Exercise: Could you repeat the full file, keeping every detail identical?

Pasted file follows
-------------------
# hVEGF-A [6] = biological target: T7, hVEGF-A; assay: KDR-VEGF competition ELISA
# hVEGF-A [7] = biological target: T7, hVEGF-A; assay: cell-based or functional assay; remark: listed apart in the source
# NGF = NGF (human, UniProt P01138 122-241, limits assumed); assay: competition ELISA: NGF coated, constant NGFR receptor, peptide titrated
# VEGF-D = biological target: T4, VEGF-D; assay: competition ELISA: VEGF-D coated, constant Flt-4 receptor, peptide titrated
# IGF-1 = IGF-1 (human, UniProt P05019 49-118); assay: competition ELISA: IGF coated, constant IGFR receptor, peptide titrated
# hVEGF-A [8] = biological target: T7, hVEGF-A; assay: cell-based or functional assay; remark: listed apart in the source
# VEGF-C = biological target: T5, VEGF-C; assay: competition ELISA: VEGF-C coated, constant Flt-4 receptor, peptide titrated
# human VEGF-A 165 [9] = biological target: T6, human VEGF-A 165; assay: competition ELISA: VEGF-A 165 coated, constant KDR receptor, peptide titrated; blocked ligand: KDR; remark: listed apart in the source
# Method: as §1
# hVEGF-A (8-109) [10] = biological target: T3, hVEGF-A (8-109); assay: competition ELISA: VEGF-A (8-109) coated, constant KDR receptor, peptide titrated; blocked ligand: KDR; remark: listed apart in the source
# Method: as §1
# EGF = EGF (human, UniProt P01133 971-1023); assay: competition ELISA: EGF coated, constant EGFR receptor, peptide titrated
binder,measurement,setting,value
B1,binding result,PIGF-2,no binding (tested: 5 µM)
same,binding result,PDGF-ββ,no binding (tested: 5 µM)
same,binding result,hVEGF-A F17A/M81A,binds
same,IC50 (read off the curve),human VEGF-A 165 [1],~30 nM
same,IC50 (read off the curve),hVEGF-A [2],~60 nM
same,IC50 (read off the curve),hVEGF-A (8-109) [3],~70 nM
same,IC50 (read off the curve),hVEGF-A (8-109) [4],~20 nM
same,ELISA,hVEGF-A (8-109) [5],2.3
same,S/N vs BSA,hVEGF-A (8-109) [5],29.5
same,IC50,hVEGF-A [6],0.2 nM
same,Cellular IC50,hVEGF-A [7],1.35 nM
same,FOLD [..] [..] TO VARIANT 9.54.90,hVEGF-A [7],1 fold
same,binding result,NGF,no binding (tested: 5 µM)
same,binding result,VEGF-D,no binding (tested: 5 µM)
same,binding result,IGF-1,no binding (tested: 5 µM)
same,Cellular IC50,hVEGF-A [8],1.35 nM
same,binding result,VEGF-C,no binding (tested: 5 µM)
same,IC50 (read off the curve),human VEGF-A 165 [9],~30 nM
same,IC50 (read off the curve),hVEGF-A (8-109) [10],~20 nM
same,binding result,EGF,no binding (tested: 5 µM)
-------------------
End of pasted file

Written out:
# hVEGF-A [6] = biological target: T7, hVEGF-A; assay: KDR-VEGF competition ELISA
# hVEGF-A [7] = biological target: T7, hVEGF-A; assay: cell-based or functional assay; remark: listed apart in the source
# NGF = NGF (human, UniProt P01138 122-241, limits assumed); assay: competition ELISA: NGF coated, constant NGFR receptor, peptide titrated
# VEGF-D = biological target: T4, VEGF-D; assay: competition ELISA: VEGF-D coated, constant Flt-4 receptor, peptide titrated
# IGF-1 = IGF-1 (human, UniProt P05019 49-118); assay: competition ELISA: IGF coated, constant IGFR receptor, peptide titrated
# hVEGF-A [8] = biological target: T7, hVEGF-A; assay: cell-based or functional assay; remark: listed apart in the source
# VEGF-C = biological target: T5, VEGF-C; assay: competition ELISA: VEGF-C coated, constant Flt-4 receptor, peptide titrated
# human VEGF-A 165 [9] = biological target: T6, human VEGF-A 165; assay: competition ELISA: VEGF-A 165 coated, constant KDR receptor, peptide titrated; blocked ligand: KDR; remark: listed apart in the source
# Method: as §1
# hVEGF-A (8-109) [10] = biological target: T3, hVEGF-A (8-109); assay: competition ELISA: VEGF-A (8-109) coated, constant KDR receptor, peptide titrated; blocked ligand: KDR; remark: listed apart in the source
# Method: as §1
# EGF = EGF (human, UniProt P01133 971-1023); assay: competition ELISA: EGF coated, constant EGFR receptor, peptide titrated
binder,measurement,setting,value
B1,binding result,PIGF-2,no binding (tested: 5 µM)
same,binding result,PDGF-ββ,no binding (tested: 5 µM)
same,binding result,hVEGF-A F17A/M81A,binds
same,IC50 (read off the curve),human VEGF-A 165 [1],~30 nM
same,IC50 (read off the curve),hVEGF-A [2],~60 nM
same,IC50 (read off the curve),hVEGF-A (8-109) [3],~70 nM
same,IC50 (read off the curve),hVEGF-A (8-109) [4],~20 nM
same,ELISA,hVEGF-A (8-109) [5],2.3
same,S/N vs BSA,hVEGF-A (8-109) [5],29.5
same,IC50,hVEGF-A [6],0.2 nM
same,Cellular IC50,hVEGF-A [7],1.35 nM
same,FOLD [..] [..] TO VARIANT 9.54.90,hVEGF-A [7],1 fold
same,binding result,NGF,no binding (tested: 5 µM)
same,binding result,VEGF-D,no binding (tested: 5 µM)
same,binding result,IGF-1,no binding (tested: 5 µM)
same,Cellular IC50,hVEGF-A [8],1.35 nM
same,binding result,VEGF-C,no binding (tested: 5 µM)
same,IC50 (read off the curve),human VEGF-A 165 [9],~30 nM
same,IC50 (read off the curve),hVEGF-A (8-109) [10],~20 nM
same,binding result,EGF,no binding (tested: 5 µM)